• Ayurveda also states that increased sexual activity may deplete the Shukra Dhatu (semen and sperm), which may result in infertility or Klehya.
  • A decrease in Shukra Dhatu may also be triggered by excess heat.
  • Unwillingness, mental stress, and anxiety of one or both the partners may also lead to infertility.
  • Genetic factors may be a contributing factor too.

The Ayurvedic treatment with dietary modifications, yoga, pranayama, detoxification therapies (Panchakarma) aims at restoring the balance between the three governing doshas (Vata, Pitta, and Kapha) in the body. The balance between the three doshas may contribute towards boosting fertility in both sexes.

Consult a professional Ayurvedic practitioner to learn about the various infertility treatment methods. If you are already on a conventional, non-Ayurvedic treatment, then consult your doctor before adopting Ayurvedic infertility treatment methods.

Have something to share about Ayurveda in infertility treatment? Leave us a comment in the section below.


MomJunction's articles are written after analyzing the research works of expert authors and institutions. Our references consist of resources established by authorities in their respective fields. You can learn more about the authenticity of the information we present in our editorial policy.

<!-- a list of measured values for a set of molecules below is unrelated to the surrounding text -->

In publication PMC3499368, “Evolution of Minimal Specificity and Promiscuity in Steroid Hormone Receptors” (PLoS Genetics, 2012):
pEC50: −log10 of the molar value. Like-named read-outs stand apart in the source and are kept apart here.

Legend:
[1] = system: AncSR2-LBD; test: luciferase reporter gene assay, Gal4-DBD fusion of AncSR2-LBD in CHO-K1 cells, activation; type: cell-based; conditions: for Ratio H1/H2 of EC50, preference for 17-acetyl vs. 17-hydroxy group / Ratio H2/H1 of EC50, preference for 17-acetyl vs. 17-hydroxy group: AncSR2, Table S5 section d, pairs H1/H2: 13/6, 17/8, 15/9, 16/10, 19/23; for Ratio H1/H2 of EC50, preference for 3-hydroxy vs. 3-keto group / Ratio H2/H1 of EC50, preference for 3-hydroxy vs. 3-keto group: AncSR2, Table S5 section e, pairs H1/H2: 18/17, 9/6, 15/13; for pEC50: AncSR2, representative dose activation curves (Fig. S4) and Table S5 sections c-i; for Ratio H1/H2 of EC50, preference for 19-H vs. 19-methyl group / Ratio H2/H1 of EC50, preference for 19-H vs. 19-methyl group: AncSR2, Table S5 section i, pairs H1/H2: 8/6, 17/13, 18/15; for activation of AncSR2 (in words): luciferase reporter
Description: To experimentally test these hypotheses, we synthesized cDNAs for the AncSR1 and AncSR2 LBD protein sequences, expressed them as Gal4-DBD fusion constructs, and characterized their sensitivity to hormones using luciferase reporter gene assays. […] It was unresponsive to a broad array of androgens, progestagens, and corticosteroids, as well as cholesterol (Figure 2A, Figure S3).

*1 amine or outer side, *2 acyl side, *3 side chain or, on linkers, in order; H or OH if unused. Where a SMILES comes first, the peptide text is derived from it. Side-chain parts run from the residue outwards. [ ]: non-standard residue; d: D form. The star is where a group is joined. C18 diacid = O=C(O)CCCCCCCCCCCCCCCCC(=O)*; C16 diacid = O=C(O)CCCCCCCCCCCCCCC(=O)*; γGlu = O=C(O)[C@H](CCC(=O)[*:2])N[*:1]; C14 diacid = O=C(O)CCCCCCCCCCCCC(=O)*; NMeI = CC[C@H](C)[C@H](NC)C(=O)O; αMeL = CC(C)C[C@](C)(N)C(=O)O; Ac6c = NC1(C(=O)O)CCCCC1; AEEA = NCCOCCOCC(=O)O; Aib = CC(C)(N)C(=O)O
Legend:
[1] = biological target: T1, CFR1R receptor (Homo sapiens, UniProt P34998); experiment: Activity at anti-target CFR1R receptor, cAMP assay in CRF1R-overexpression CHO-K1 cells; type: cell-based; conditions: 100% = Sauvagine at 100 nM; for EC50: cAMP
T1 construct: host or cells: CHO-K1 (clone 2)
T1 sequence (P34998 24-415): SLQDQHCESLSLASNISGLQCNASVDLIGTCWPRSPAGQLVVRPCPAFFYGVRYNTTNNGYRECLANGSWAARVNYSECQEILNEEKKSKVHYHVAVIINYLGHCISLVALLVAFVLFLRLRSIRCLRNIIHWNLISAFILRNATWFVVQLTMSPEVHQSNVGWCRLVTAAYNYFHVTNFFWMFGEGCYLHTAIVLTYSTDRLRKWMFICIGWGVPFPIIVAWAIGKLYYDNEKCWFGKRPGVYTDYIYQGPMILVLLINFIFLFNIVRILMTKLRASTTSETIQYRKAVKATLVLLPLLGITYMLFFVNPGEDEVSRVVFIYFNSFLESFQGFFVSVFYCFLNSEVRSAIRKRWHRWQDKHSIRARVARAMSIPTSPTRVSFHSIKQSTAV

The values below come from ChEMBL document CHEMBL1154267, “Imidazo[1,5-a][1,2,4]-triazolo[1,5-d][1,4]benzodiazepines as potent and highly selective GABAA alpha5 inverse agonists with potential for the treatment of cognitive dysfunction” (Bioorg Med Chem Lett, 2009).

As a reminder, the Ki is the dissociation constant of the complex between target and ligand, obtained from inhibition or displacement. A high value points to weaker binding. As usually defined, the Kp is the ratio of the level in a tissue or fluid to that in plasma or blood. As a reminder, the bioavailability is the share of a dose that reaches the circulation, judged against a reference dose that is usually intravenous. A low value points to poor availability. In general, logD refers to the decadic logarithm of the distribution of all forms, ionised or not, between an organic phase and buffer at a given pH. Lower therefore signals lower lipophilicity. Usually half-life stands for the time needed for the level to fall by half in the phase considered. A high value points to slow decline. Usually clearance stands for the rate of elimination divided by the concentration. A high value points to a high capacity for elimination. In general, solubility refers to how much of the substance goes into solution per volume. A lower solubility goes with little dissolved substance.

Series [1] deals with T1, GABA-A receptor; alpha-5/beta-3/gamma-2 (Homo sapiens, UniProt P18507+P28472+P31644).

4.Mansoureh Masoudi et al., Anti-Infertility Effect of Tribulus Terrestris; Scholars Research Library
5.Pravesh Tomar et al., A Review On Insight To Endometriosis And Its Prevention Through Ayurveda: The Hidden Suffering Of Millions Of Women; International Journal of Research in Ayurveda and Pharmacy (IJRAP)
6.Pansare T.A. et al., Ayurvedic, Phytochemical, Therapeutic and Pharmacological overview for Kapikacchu (Mucuna pruriens Linn.); IJESC
7.Setareh Tais, Ashwagandha for Male Infertility; Natural Medicine Journal